Low temperature ion-radical collisions

Lead Research Organisation: University of Birmingham
Department Name: School of Chemistry

Abstract

The chemistry of various gaseous environments is dominated by reactions involving transient, highly-reactive atomic and molecular species; these environments include the interstellar medium (ISM, principally very low density gas clouds between the stars) the upper atmosphere, flames and combustion systems, electric discharges and plasmas. The key highly-reactive species present are either free-radicals - atoms or molecules which generally have an odd number of electrons so that at least one electron is 'unpaired' - or ionic species carrying a positive electrical charge (cations). Such species have a natural tendency to form new chemical bonds, and typically reactions of these species have very low activation energies, or even zero activation energy. This means that they typically have very fast reactions even at low temperatures - indeed many reactions of these species become faster as the temperature lowers. In order to model the chemistry of the environments above (which may contain hundreds of different chemical species), we need to know how fast the reactions of these species are, and how those reaction rates vary with temperature. For the interstellar medium the temperatures are very low (10 - 50 Kelvin) whereas in flames and plasmas the temperature may be very high. Thus knowing the reaction rates at room temperature does not generally provide sufficient information for modelling purposes.

In this work we will measure the rates of reactions between free-radical species and ionic species over wide temperature ranges (from above 300 Kelvin to below 1 Kelvin). There is currently a vast knowledge gap in terms of measuring rates for reactions between two transient species - most work has been done with one transient species and one stable species. The reason for the current dearth of information from laboratory measurements is that both of the transient species involved in the reaction tend to be present in very low concentrations, and therefore current methods lack the sensitivity to detect the occurrence of reactions - the number of reaction product molecules formed per second is likely to be undetectably low.

To make these measurements we will assemble a unique instrument which consists of a 'Zeeman decelerator' for producing the free-radical species with variable kinetic energies (and hence variable temperatures), and a laser-cooled ion trap for producing the cold target ionic species for reaction. The Zeeman decelerator uses the fact that free-radical species are typically magnetic (as they have unpaired electrons) and so their velocities can be controlled using magnetic fields - in this case the fields are created by a linear sequence of 12-100 solenoid coils through which the radicals pass. By decelerating the radical species (H, N and O atoms, or CH3 and CN molecules) we can control their kinetic energy and hence the temperature. For the ionic species we use a radiofrequency quadrupole to trap the ions (which are produced by laser ionization of neutral precursors), and by using laser cooling we can create a low density cloud of atomic ions (Ca+ in this case). The ions condense to form a 'Coulomb crystal' in which the ions take up positions in a regular array and the temperature can be as low as a few milli-Kelvin The Ca+ ions are constantly fluorescing and can be observed individually by imaging microscopy. Molecular ions (in this case CH+, C2H2+, CO2+, or C6H6+) can then be co-condensed ('sympathetically cooled') into the Coulomb crystal and trapped there for periods of hours.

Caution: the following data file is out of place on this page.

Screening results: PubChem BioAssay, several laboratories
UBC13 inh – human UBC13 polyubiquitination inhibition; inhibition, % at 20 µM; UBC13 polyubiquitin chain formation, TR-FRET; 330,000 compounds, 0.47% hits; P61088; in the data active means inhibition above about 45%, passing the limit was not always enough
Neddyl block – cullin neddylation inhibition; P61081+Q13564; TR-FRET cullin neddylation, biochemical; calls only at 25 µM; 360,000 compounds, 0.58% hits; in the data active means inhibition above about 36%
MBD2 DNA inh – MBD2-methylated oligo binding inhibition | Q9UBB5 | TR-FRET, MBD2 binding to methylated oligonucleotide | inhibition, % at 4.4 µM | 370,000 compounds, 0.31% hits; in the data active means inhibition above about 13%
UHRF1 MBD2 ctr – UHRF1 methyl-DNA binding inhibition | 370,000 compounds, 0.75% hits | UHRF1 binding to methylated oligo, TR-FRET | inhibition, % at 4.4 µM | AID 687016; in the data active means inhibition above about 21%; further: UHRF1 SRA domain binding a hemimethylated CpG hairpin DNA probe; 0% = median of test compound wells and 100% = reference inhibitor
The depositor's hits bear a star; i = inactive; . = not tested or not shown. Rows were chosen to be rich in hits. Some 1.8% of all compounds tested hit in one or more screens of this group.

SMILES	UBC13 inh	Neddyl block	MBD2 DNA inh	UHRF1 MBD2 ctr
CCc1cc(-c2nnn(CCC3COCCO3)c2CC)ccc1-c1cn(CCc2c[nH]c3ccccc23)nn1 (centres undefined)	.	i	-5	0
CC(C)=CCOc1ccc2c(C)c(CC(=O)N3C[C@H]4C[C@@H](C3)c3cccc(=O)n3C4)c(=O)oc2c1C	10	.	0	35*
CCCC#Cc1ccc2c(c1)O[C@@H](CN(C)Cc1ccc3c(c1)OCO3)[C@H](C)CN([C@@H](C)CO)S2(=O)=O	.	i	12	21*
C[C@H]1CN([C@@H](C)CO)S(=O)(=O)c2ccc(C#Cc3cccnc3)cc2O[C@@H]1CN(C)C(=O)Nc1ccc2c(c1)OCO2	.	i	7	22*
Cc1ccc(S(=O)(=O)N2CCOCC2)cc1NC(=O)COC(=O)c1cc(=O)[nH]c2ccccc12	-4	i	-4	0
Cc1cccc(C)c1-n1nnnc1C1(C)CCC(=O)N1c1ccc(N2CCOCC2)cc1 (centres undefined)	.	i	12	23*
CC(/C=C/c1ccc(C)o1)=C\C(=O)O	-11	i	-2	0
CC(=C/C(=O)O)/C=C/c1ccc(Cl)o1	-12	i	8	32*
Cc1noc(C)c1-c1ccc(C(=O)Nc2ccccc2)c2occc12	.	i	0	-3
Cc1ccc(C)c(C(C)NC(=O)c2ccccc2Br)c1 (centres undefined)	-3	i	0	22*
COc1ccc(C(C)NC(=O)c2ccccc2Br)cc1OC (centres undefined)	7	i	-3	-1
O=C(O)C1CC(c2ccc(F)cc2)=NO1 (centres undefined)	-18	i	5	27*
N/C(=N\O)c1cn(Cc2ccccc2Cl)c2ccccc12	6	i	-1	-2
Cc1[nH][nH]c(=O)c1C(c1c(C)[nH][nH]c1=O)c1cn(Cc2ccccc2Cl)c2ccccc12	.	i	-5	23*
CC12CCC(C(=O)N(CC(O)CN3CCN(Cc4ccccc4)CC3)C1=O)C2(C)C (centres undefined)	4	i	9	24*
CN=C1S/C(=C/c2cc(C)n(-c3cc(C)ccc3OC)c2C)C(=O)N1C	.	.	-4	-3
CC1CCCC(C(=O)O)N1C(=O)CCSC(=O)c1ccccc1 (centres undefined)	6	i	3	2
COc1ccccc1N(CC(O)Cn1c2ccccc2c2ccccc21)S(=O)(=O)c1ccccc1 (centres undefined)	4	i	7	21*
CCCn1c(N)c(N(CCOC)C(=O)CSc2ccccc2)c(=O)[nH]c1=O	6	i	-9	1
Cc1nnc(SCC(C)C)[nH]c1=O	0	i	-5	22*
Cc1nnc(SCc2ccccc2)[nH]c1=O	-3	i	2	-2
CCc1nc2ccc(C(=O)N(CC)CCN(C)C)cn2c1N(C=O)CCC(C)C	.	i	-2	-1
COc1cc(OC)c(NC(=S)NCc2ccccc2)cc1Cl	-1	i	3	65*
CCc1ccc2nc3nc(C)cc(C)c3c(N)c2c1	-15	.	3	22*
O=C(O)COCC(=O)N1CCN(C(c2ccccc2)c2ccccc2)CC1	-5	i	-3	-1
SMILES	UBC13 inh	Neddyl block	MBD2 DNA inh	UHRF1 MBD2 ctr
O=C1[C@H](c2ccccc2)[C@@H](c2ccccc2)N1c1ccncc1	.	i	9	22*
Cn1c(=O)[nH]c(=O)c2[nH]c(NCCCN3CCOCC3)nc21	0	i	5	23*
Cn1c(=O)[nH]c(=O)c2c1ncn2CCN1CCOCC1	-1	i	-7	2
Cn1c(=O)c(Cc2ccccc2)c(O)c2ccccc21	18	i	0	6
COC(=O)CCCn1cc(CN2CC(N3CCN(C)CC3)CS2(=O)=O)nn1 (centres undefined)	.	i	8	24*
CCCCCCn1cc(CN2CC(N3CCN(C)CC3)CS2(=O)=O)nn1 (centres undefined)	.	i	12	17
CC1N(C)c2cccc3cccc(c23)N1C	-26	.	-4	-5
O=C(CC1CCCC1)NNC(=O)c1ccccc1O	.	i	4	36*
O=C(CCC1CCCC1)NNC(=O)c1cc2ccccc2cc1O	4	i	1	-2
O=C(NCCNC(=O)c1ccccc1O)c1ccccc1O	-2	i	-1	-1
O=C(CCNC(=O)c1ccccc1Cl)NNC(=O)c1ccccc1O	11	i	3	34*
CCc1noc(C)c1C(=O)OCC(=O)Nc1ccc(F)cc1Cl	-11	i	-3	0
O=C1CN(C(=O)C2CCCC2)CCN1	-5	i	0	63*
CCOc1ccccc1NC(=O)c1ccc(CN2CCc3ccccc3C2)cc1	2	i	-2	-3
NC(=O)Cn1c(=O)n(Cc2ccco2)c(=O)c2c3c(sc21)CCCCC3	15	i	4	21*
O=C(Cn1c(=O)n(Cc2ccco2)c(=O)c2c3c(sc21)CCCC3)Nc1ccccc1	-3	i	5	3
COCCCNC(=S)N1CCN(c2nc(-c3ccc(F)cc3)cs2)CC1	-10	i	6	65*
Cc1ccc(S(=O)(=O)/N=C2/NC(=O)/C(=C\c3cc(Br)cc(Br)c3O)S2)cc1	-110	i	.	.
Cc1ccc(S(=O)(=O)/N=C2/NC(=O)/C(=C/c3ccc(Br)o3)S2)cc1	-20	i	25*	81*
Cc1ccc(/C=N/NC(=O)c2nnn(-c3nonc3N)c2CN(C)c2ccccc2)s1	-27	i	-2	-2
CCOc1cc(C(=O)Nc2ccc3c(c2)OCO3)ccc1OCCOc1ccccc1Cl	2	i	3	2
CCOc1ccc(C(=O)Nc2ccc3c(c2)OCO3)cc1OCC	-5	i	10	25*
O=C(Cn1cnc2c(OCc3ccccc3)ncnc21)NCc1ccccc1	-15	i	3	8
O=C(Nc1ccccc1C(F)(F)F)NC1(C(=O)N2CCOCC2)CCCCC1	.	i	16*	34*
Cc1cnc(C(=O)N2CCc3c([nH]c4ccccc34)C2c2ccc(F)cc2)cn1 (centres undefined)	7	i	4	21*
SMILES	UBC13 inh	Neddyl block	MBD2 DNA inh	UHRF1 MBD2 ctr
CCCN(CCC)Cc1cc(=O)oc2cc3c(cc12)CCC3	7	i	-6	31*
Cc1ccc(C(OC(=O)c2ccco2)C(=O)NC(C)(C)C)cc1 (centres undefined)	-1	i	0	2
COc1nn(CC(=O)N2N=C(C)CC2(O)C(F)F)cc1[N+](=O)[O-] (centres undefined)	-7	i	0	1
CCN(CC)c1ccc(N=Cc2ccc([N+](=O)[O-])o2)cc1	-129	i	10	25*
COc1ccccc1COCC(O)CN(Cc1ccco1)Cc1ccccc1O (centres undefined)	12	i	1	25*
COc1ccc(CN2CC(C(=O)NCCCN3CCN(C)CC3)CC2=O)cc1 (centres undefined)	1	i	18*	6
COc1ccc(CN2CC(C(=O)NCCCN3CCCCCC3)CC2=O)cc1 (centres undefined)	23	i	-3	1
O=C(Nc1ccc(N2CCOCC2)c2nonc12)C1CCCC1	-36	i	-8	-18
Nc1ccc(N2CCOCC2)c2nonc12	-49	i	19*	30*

In the experiments, radicals from the Zeeman decelerator interact with trapped ions, and reactions occur producing a new ionic chemical species, which is also trapped. Thus the reaction rate is determined by monitoring product ion formation versus time. The unique ability of our proposed experiment derives from a combination of the very long trapping time of the ions and the capability to observe even single ions in the trap.

Planned Impact

The research proposed here is high quality fundamental science, but underpins a number of other applied areas of research, including combustion and plasma modelling, atmospheric and astrophysical modelling, and mass spectrometry processes. The novel types of chemistry explored here will be of importance in identifying unknown reaction pathways in these complex media, and in providing fundamental tests for theory. Computational modelling of the complex reaction pathways requires accurate values for rates over a wide range of temperatures, and we intend to provide these in this work. Outside academia the impact is likely to be felt in three principal areas:

1. Society:
The proposed research has great potential to engage the public in the fascination of fundamental science and we will use the results as a springboard to public engagement work (see Pathways to Impact). The results can be presented in a highly visual format, e.g., single ions can be imaged and reactions observed in real time through the disappearance of these ions. The interpretation of this work gives insights to the 'mysterious world' of quantum physics. We will convey the excitement of the connection between this microscopic world and the macroscopic world of chemical transformations under highly controlled conditions. This field can be used to illustrate a range of concepts in the school curriculum (chemistry and physics), such as kinetics and activation barriers, collision theory of gases, free-radical chemistry, entropy and phase changes, momentum conservation, and wave-particle duality.